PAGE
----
Friday, November 22, 2013

The Day the Music Died

For the majority of you Cyrsti's Condo readers who live in the United States, you would have to be living in a cave to not know this week marks the 50th anniversary of the assassination of John F. Kennedy.

I was a newly minted 14 year old wandering the halls of the school I attended when the news came across the public address system. The day turned out to the first of two (so far) in my life, when time stood still. The other of course was the 9/11 attack.

My first thought was assassination?   What the hell happened and wasn't that just something you read about in history books and not a modern reality?

Well, as the coming years were to prove, the term was going to become all to common. It's not up to me to dwell on the charisma and leadership Kennedy brought to our country or the idea Kennedy was perhaps the last President to be totally claimed by two completely diverse generations.  My parents, because he was a hero in their war (WWII) and a hero to mine because he inspired us to be proud of who we were as a country.  We backed down the Russians, were going to the moon and established a radical idea like the Peace Corps to help other less fortunate countries. Plus lets not forget his wife Jackie whose style and grace seemed to elevate his charisma to another level or the sexy, mesmerizing Marilyn Monroe "Mr President"  birthday song which quickly erased all thoughts of Jackie's style.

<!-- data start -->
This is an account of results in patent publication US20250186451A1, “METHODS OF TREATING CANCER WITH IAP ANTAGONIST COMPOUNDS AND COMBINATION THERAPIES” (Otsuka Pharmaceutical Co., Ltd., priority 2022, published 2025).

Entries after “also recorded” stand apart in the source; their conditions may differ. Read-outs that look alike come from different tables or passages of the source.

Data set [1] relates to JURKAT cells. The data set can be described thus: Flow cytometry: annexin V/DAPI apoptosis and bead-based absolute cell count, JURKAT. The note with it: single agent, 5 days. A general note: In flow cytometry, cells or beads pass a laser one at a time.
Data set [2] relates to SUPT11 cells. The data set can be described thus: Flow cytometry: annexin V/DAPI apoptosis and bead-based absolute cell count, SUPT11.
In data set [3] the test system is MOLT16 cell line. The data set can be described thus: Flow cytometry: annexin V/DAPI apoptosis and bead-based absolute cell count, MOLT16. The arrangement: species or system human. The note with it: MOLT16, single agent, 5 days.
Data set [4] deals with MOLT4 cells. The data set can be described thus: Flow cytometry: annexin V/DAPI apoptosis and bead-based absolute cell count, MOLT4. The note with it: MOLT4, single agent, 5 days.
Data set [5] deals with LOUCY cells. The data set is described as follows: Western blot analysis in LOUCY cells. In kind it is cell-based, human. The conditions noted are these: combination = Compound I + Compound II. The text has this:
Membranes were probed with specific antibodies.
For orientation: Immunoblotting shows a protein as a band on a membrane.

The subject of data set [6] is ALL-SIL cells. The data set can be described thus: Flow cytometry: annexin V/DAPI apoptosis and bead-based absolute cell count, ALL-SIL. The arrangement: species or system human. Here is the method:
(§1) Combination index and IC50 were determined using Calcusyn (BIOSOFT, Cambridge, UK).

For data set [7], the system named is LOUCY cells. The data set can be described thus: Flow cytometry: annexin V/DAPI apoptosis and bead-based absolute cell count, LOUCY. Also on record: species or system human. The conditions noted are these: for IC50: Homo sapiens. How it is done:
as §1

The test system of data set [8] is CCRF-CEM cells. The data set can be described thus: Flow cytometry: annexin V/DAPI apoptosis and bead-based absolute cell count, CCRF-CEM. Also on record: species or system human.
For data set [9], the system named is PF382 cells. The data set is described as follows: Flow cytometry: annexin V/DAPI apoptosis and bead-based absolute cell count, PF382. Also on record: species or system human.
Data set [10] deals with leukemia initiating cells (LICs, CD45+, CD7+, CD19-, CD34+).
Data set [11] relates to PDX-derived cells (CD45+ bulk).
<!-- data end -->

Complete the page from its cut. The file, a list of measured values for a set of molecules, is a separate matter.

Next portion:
So quickly, the era was over and with all due respects to Don McLean and his "American Pie" classic song, JFK's death was the day the music died. Vice President Lyndon Johnson took over and with him any hopes of me not visiting Southeast Asia with him.  All of the sudden our government was not inspiring anyone except with handouts and a totally ridiculous war.  The pressure got to be so much LBJ bailed and "Tricky Dick Nixon" stepped in.  The antithesis of JFK in many ways Nixon stepped into the presidency in 1968, the same year as the assassinations of Robert Kennedy and Martin Luther King Jr. Finally let's not forget the fall of 1970 when the music really did begin to die along with Jimi Hendrix and Janis Joplin.

Certainly, John F. Kennedy benefits from being frozen in time. We will never know what directions our country would have taken and I'm certainly not smart enough to speculate.  In my life though, November 22, 1963 was the day the music died. Somewhere deep down inside, I knew it.


 

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A Life in Gender Flux